It looks like the taste for mergers in the further education sector is developing apace with news today (Friday) that the boards of Falkirk and Clackmannan colleges wish to come together.
The proposal will have to be approved by the Scottish Further Education Funding Council and by Jim Wallace, Lifelong Learning Minister. The target date for establishing the new institution, to be called Forth Valley College of Further and Higher Education, is August 1.
The new college will be the sixth largest in Scotland, with more than 20,000 students and 900 staff, behind James Watt, Aberdeen, Edinburgh's Telford, Dundee and the newly formed Glasgow Metropolitan.
"The aim is to benefit learners, communities and local employers as well as underpin financial viability and the development of buildings and facilities," Linda McKay, principal of Falkirk College, said.
John Taylor, principal of Alloa-based Clackmannan College, predicted "a bright new future" for college provision in the Forth Valley area, which mainly consists of Clackmannanshire, Falkirk and Stirling. The FE centre in Stirling was built in the last decade as part of Falkirk College.
A spokesman for the two boards said that they had both given an "absolute commitment" that a further education presence would be retained in these three main existing areas. But he suggested that there would also be increased demand for FE because of the projections for population growth in Stirling and Falkirk.
The merger is seen as having a particular benefit to Clackmannan College because of the physical constraints on its expansion, which has long been seen as a prohibiting factor in its development. Plans some years ago to move from the college's present site nearer to Alloa town centre were shelved, but could be revived under the merger.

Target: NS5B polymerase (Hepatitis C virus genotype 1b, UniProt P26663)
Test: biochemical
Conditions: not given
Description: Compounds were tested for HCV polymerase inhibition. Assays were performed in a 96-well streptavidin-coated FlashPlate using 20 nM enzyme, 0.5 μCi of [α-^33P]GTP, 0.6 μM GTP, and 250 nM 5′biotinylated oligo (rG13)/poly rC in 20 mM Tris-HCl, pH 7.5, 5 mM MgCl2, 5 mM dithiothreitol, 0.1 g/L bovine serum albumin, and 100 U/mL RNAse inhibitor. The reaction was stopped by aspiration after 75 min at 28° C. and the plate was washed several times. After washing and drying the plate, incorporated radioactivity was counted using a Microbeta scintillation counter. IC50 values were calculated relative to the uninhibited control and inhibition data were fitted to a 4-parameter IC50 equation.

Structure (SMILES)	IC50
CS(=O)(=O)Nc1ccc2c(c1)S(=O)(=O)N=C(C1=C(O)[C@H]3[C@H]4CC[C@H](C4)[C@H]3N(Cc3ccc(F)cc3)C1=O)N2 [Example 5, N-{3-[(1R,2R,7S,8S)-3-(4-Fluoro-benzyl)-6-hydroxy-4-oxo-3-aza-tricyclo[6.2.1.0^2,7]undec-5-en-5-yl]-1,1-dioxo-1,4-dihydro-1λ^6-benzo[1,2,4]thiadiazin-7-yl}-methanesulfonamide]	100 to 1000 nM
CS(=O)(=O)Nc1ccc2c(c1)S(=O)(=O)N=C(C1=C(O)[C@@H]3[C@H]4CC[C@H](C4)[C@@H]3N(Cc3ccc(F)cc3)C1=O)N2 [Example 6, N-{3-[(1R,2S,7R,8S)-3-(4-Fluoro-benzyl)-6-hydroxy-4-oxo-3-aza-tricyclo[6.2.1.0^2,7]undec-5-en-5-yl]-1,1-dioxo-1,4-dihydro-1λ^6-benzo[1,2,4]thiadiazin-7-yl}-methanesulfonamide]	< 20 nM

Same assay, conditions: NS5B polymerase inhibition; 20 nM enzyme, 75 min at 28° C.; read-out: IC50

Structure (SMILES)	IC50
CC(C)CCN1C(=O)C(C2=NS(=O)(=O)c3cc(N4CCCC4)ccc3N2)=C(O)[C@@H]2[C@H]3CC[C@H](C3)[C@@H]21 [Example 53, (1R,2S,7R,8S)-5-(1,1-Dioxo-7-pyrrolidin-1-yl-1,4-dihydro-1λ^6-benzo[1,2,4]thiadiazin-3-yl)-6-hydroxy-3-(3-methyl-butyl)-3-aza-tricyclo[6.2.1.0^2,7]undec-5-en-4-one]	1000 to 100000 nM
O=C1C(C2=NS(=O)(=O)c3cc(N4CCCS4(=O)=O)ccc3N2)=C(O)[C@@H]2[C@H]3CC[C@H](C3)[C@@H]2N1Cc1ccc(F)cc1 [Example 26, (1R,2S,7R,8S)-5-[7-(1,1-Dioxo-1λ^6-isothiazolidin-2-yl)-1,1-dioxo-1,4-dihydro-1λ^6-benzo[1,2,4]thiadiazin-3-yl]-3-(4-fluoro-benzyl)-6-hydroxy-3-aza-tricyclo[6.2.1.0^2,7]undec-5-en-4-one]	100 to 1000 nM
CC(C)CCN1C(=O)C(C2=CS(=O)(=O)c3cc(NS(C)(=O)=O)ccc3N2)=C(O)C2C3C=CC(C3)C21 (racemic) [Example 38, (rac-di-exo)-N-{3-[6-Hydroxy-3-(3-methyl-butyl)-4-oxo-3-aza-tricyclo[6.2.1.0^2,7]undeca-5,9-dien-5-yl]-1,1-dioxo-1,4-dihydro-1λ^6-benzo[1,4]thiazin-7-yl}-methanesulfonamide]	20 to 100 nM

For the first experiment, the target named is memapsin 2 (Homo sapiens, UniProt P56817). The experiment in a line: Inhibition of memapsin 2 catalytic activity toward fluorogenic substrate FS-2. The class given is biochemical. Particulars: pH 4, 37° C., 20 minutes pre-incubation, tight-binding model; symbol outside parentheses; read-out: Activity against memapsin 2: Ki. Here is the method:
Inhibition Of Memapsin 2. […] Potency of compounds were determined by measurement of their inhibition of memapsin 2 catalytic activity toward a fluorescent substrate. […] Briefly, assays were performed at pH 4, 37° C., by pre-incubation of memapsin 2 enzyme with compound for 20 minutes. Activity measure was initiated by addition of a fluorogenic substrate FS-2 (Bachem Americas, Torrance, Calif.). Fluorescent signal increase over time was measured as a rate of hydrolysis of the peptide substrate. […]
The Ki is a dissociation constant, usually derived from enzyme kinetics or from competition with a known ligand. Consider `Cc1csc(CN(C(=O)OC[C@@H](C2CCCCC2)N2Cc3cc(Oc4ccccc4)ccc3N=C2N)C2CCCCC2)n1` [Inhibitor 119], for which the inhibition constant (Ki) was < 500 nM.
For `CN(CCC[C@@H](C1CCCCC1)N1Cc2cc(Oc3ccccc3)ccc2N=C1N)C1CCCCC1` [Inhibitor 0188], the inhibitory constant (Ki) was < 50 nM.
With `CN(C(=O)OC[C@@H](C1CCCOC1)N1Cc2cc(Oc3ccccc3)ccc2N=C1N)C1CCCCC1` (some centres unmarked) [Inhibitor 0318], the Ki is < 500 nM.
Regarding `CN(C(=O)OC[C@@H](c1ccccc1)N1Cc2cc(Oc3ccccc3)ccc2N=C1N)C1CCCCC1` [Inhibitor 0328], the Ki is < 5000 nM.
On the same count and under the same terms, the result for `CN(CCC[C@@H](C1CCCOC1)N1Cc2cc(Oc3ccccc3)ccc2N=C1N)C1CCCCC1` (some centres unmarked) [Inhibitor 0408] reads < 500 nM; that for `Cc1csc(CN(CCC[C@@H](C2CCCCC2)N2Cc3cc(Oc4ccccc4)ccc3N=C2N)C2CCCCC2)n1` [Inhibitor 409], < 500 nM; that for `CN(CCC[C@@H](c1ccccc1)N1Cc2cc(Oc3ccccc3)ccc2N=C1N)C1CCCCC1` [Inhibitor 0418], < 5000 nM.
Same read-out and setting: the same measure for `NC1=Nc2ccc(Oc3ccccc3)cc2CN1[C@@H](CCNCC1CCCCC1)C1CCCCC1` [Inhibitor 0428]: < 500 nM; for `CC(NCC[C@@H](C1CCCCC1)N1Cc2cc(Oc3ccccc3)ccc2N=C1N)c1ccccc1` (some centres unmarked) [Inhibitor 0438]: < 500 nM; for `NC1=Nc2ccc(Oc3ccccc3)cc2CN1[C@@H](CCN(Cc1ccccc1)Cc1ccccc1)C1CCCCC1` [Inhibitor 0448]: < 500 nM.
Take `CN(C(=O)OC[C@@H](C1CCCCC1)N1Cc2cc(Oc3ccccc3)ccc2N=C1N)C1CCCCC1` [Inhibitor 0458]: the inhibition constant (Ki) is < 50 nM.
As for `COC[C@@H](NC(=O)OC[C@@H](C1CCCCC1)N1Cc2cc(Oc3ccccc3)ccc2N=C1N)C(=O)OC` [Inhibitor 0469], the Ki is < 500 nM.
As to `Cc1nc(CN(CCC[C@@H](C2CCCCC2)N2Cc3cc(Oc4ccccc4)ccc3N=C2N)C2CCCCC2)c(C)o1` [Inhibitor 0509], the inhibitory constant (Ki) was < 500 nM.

The spokesman added: "While this is primarily about better provision in Forth Valley, it is true that the clearly sustainable, financially viable provision that the merger offers will be beneficial."
Following years of competition between colleges and the occasional flurry of unsuccessful attempts at merger, the Forth Valley plans represent the third move in this direction.
The creation of Glasgow Metropolitan College out of Glasgow College of Building and Printing and Glasgow College of Food Technology has already been approved and will come into effect officially on February 7.
Glenrothes and Fife colleges also aim to merge and, if the Lifelong Learning Minister gives his likely endorsement, that will take place in October.
There is also unfinished business among what were the "big three" colleges in Glasgow's Cathedral Street, following the decision by Central College of Commerce to pull out of merger talks with the colleges of Building and Printing and Food Technology. It is expected that Central College will reopen these discussions.